New Zealand

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Coat of arms: depicts a shield with four quadrants divided by a central «pale»:

  • the first quadrant depicts the four stars on the national flag, representing the asterism within the constellation of Crux; the second quadrant depicts a golden fleece, representing the nation's farming industry; the third depicts a sheaf of wheat for agriculture; and the fourth quadrant depicts crossed hammers for mining.
  • the pale depicts three ships, representing the importance of sea trade, and the immigrant nature of all New Zealanders.
  • the dexter supporter is a European woman carrying the flag of New Zealand, while the sinister supporter is a Māori rangatira (chief) holding a taiaha (fighting weapon) and wearing a kaitaka (flax cloak). The female figure is said to be a depiction of Zealandia, a common national personification of New Zealand during the first half of the 20th century. It also broadly represents all «non-indigenous citizens of the country».
  • the shield is surmounted by a rendition of St. Edward's Crown, which has been used in the coronations of New Zealand's monarchs. The Crown also represents New Zealand's historic ties to the United Kingdom.
  • below is a scroll with «New Zealand» on it, behind which are two fern branches, representing the native vegetation.

Flag: is a defaced Blue Ensign: a blue field with the Union Flag in the canton, and four red stars with white borders to the right. The stars' pattern represents the asterism within the constellation of Crux, the Southern Cross.

 
  • Anthem: «God Defend New Zealand» is one of two national anthems of New Zealand, the other being «God Save the Queen».
  • Official languages: English, Māori, NZ Sign Language.
  • Geographical location: it is a sovereign island country in the southwestern Pacific Ocean. New Zealand is situated some 1 500 kilometres (900 mi) east of Australia across the Tasman Sea and roughly 1 000 kilometres (600 mi) south of the Pacific island areas of New Caledonia, Fiji, and Tonga.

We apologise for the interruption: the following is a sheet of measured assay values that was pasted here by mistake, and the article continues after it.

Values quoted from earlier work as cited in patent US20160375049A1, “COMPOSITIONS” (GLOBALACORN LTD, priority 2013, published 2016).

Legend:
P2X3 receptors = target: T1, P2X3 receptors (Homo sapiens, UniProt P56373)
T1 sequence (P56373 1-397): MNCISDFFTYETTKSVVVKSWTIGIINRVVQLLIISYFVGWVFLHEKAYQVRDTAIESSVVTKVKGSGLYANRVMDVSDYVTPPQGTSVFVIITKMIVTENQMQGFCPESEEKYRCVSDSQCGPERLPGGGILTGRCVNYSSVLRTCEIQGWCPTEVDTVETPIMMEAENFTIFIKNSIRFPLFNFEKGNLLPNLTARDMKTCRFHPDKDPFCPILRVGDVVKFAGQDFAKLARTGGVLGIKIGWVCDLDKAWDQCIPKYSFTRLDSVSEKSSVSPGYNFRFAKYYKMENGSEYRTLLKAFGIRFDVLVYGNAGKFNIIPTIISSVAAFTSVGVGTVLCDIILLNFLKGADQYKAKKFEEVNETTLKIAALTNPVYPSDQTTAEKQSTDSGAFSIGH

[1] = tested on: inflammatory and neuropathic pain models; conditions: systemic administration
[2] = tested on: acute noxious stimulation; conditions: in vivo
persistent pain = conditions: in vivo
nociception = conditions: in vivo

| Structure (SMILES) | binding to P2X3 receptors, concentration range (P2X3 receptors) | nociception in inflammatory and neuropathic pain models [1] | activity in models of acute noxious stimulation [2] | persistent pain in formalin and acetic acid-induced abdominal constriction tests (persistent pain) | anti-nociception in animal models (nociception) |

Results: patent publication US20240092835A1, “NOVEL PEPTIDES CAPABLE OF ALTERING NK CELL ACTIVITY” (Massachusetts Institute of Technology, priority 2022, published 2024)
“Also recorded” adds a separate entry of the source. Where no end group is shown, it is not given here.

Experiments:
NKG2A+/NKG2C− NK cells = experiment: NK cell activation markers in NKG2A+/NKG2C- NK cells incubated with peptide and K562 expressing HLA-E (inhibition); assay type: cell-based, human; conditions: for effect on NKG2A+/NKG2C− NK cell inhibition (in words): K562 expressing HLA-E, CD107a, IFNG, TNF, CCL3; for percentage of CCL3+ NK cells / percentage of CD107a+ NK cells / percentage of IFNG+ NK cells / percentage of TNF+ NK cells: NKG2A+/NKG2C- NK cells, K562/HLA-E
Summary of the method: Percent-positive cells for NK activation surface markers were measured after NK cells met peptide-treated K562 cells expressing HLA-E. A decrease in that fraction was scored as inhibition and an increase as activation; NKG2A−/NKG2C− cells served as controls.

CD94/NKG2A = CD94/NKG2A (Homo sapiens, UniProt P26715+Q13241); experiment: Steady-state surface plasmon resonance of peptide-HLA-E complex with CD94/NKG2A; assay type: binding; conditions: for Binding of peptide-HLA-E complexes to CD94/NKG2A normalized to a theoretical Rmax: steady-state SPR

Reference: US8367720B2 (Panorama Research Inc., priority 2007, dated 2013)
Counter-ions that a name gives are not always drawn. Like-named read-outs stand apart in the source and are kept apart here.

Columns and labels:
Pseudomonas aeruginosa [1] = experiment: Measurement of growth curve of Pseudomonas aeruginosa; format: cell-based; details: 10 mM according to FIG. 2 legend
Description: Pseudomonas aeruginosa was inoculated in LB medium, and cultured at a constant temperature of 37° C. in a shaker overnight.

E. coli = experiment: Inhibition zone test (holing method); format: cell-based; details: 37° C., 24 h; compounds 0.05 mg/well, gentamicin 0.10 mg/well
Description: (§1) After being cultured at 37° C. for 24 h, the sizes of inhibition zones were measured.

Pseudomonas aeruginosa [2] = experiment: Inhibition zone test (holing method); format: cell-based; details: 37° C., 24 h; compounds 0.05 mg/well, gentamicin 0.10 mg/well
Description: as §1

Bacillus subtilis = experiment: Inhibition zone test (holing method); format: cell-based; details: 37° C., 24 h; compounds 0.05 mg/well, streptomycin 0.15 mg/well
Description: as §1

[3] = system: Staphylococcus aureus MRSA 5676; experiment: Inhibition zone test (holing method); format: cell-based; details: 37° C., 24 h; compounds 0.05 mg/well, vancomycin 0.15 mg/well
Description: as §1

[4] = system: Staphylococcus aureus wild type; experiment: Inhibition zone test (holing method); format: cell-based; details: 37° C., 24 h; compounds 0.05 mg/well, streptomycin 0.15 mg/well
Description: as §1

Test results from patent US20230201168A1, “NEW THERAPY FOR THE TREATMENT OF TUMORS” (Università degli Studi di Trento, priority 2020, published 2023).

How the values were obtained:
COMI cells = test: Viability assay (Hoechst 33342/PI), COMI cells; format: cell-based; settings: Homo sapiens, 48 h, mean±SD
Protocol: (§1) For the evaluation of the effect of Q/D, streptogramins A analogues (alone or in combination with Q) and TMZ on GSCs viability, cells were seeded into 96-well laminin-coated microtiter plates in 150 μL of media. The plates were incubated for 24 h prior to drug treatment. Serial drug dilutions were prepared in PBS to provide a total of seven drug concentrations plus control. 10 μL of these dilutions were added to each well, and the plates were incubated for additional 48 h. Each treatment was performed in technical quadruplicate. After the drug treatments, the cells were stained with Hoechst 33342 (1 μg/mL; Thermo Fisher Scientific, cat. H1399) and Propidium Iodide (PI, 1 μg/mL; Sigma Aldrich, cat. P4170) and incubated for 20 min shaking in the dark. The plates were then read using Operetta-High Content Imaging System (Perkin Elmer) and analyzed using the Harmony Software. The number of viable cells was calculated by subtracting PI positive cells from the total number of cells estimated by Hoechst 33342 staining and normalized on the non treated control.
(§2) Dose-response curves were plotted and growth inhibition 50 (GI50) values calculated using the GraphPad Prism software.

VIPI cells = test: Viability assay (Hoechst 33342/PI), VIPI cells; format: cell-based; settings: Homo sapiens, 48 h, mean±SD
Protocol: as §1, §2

• Administrative divisions: New Zealand is divided into sixteen regions for local government purposes. Eleven are administered by regional councils (the top tier of local government), and five are administered by unitary authorities, which are territorial authorities (the second tier of local government) that also perform the functions of regional councils.
  • Capital: Wellington.
  • Governance: the politics of New Zealand function within a framework of a unitary parliamentary representative democracy. New Zealand is a constitutional monarchy in which a hereditary monarch is the sovereign and head of state. The New Zealand Parliament holds legislative power and consists of the Queen and the House of Representatives. The Queen is usually represented by the Governor-General of New Zealand. Members are elected to the House of Representatives usually every three years.The prime minister is the most senior minister, chair of the Cabinet, and thus head of government. Other ministers are appointed by the governor-general upon the advice of the prime minister, and are all accountable to Parliament. The country has a multi-party system in which many of its legislative practices derive from the unwritten conventions of and precedents set by the United Kingdom's Westminster Parliament. 
  • Population: 4.6 million.
  • Currency: New Zealand dollar.
  • GDP: $200.8 billion.
  • Time zone: GMT +12.
  • Telephone code: +64.
  • Barcode: 94.

 

Trade and economic cooperation between Belarus and New Zealand